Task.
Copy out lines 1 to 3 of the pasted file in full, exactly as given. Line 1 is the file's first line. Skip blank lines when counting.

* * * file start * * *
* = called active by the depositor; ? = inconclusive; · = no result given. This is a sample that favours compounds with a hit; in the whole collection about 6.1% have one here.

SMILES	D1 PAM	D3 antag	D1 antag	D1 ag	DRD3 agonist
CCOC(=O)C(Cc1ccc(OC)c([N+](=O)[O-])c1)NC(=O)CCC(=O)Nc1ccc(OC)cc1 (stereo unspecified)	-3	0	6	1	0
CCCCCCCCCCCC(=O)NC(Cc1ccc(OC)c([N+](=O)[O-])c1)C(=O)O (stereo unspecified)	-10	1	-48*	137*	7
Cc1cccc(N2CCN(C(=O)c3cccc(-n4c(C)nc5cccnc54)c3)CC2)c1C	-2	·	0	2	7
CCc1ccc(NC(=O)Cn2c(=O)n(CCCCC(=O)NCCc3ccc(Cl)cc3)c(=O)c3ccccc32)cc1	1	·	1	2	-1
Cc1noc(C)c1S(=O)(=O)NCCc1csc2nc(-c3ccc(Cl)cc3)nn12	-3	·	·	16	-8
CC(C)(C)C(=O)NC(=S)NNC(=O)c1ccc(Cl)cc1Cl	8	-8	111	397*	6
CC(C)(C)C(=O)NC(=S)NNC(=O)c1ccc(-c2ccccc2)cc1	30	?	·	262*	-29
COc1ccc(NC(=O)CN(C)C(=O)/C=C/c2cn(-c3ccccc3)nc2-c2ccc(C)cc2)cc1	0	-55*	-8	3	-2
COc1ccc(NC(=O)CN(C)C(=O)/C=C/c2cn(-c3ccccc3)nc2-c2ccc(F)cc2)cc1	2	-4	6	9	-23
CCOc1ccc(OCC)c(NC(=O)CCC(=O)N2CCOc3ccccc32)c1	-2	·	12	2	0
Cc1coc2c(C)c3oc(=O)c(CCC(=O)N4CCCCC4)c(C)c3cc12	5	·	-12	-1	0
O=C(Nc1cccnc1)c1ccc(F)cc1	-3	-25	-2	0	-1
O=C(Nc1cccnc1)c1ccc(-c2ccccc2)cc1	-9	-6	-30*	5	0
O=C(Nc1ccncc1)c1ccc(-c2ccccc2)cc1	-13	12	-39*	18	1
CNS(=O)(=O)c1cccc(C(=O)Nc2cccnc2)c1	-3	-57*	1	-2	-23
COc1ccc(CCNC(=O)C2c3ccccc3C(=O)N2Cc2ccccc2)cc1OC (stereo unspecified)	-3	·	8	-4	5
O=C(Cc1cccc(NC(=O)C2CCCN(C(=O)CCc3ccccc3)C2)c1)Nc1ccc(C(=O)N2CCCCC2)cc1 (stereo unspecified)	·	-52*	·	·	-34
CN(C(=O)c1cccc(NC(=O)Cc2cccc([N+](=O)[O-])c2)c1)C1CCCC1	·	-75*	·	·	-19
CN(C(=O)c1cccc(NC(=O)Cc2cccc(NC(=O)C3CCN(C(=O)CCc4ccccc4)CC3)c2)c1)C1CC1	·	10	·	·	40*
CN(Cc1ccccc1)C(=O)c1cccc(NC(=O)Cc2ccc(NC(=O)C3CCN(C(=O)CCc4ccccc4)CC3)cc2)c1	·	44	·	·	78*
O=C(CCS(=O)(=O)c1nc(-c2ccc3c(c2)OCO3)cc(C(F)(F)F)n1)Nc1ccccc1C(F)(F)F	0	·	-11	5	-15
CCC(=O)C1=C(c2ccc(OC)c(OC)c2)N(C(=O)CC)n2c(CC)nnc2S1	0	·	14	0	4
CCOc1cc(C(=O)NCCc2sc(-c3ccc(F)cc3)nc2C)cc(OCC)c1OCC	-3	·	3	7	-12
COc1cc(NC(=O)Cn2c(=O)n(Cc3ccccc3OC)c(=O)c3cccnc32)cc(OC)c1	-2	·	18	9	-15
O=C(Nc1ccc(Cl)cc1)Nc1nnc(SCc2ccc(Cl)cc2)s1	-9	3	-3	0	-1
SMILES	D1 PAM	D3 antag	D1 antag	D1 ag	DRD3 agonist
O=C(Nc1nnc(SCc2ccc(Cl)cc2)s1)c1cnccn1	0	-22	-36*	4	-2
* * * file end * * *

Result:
* = called active by the depositor; ? = inconclusive; · = no result given. This is a sample that favours compounds with a hit; in the whole collection about 6.1% have one here.

SMILES	D1 PAM	D3 antag	D1 antag	D1 ag	DRD3 agonist
CCOC(=O)C(Cc1ccc(OC)c([N+](=O)[O-])c1)NC(=O)CCC(=O)Nc1ccc(OC)cc1 (stereo unspecified)	-3	0	6	1	0